To freeze, wash them first, but dry them off before freezing. Pack them then just as they are, with no added sugar, in bags or containers, seal and freeze for up to 9 months to a year. (Alternatively, instead of waiting for them to dry after washing, you can spread them out on a cookie sheet in the freezer, let freeze, and then pack for freezing.) The berries will freeze nicely without clumping together and will pour out of the containers like small balls. To use them in your baking, use them straight from the freezer. Don’t let them thaw as they will then moosh and bleed into your baked goods.
To dry blueberries out completely, wash, they spread out in a single layer on a cookie sheet and let stand somewhere sunny (and preferably bug free) for up to 5 days. Store them indefinitely in a sealed glass jar away from light.
© Paula Trites
Blueberries are native to North America, though closely related species are found in Europe (“Bilberries”) and in Japan (“Bog Blueberries”.)
Indians in North America introduced the colonists to blueberries. The Indians had called them “star berries”, because blueberries have a little five-pointed star at the bottom. They sold them, dried in the sun, to the colonists, who would use them in place of raisins and currants.
The colonists thought at first that they were a form of bilberry, which grows in the UK.
Ninety to ninety-five per cent of the world’s blueberries are still produced in North America.
Blueberries were always picked from the wild, until work began on developing improved, cultivated varieties around 1900. Cultivated varieties were first sent to England in 1946, arriving in Dorset, which has since become a centre of production.
Literature & Lore
“You ought to have seen what I saw on my way
To the village, through Mortensons’ pasture today:
Blueberries as big as the end of your thumb,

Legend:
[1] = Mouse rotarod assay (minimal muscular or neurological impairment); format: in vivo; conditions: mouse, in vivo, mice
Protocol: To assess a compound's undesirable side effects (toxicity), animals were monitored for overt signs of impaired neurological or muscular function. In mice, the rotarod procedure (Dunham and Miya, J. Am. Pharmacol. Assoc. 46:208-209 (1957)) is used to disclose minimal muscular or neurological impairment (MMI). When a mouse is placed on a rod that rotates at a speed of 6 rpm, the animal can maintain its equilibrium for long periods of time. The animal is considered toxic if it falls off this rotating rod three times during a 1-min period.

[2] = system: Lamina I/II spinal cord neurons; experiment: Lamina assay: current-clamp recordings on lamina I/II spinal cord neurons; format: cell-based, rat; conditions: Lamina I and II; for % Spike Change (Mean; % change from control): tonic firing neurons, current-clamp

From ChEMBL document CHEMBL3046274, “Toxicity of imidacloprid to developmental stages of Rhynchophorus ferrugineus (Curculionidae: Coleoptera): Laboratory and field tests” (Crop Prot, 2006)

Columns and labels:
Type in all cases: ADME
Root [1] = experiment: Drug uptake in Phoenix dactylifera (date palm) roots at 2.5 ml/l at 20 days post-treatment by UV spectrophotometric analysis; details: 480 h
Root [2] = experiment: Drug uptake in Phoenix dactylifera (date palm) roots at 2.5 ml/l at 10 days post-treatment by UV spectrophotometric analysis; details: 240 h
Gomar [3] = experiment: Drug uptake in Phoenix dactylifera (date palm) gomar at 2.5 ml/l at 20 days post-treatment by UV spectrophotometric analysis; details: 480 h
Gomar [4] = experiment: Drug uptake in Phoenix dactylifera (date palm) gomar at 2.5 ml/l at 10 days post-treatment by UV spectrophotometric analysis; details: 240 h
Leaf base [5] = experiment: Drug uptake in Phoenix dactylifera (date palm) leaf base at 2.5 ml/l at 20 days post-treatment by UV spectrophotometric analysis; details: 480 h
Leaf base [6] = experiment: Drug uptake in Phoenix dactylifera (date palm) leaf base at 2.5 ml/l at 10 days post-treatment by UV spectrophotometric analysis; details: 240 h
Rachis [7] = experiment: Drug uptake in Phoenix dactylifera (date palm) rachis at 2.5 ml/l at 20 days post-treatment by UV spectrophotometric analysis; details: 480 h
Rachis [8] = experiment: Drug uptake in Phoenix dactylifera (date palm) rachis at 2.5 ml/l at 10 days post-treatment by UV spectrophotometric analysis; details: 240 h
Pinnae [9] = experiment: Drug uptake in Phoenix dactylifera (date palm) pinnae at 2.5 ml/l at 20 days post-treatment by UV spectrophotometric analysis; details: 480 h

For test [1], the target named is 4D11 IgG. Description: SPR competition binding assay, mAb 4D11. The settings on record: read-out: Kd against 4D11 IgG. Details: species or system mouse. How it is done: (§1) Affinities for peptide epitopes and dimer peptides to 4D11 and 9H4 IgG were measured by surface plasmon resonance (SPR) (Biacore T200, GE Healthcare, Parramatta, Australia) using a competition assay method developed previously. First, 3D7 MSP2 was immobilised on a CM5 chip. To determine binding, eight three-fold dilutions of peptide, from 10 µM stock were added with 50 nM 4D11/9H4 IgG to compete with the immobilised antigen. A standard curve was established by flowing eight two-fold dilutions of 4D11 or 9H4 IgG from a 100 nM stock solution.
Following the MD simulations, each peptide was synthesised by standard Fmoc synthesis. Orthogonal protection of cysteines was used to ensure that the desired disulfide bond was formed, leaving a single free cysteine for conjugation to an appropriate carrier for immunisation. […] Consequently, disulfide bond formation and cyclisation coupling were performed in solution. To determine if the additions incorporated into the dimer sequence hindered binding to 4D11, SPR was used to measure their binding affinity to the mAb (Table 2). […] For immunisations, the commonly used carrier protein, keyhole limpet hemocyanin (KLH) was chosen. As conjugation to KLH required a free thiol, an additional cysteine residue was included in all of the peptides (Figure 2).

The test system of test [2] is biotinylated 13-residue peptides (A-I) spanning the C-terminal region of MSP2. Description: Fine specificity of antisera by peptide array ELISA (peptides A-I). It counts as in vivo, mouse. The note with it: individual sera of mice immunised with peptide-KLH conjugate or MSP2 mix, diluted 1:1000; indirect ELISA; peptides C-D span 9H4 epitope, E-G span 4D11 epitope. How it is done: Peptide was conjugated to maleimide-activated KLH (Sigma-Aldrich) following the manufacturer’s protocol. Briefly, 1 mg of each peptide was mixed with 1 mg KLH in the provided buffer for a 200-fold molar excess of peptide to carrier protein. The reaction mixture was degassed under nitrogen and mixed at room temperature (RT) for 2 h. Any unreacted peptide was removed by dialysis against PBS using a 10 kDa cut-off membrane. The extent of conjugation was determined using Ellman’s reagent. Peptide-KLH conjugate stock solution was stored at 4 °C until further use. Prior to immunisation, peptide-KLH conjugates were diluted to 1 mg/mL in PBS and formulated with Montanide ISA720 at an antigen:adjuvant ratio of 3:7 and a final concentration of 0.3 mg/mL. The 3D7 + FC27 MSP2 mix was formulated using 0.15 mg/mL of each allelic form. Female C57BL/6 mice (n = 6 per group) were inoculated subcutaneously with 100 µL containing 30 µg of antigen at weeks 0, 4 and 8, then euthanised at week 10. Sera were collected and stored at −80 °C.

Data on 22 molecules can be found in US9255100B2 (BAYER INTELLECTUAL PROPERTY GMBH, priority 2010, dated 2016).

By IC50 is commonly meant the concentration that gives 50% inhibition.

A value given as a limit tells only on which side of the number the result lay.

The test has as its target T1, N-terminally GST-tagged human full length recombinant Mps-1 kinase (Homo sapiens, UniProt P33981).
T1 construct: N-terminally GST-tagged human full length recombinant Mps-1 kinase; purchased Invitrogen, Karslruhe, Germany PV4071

Real sky-blue, and heavy, and ready to drum
In the cavernous pail of the first one to come!
And all ripe together, not some of them green
And some of them ripe! You ought to have seen!”
— Robert Frost (1874 – 1963). From the poem “Blueberries”, in the collection called “North of Boston”, published 1914.
Tonight I am content. Nothing more than an empty house, the warm, hazy weariness from a day spent setting strawberry runners in the sun, a glass of cool, sweet milk, and a dish of blueberries bathed in cream.” — Sylvia Plath, American Poet, 1950.
“If you do wash blueberries before freezing, dry blueberries completely after rinsing, or else the moisture on the blueberry skin will cause tougher skins.” (Andress, Elizabeth. It’s Berry Season. National Center for Home Food Preservation. Blog post 16 June 2016. Accessed June 2016 at .https://preservingfoodathome.com/2016/06/15/its-berry-season/ ))
There are three main varieties of Blueberries:
- Vaccinium corymbosum, a cultivated variety;
- Vaccinium angustifolium, a semi-wild one;
- Vaccinium Myrtillus (Bilberry), mainly found in Europe.
The cultivated variety (Vaccinium corymbosum) is larger and sweeter than the other two.
 Ball / Bernardin Complete Book, 2015, page 427.